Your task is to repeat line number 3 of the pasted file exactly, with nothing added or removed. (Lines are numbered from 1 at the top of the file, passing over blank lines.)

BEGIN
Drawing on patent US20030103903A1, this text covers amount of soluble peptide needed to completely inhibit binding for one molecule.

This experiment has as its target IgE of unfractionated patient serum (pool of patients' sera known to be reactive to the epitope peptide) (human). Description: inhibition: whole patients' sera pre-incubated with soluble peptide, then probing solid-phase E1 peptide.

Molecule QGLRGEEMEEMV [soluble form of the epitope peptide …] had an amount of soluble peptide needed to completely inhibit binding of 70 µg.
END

Molecule QGLRGEEMEEMV [soluble form of the epitope peptide …] had an amount of soluble peptide needed to completely inhibit binding of 70 µg.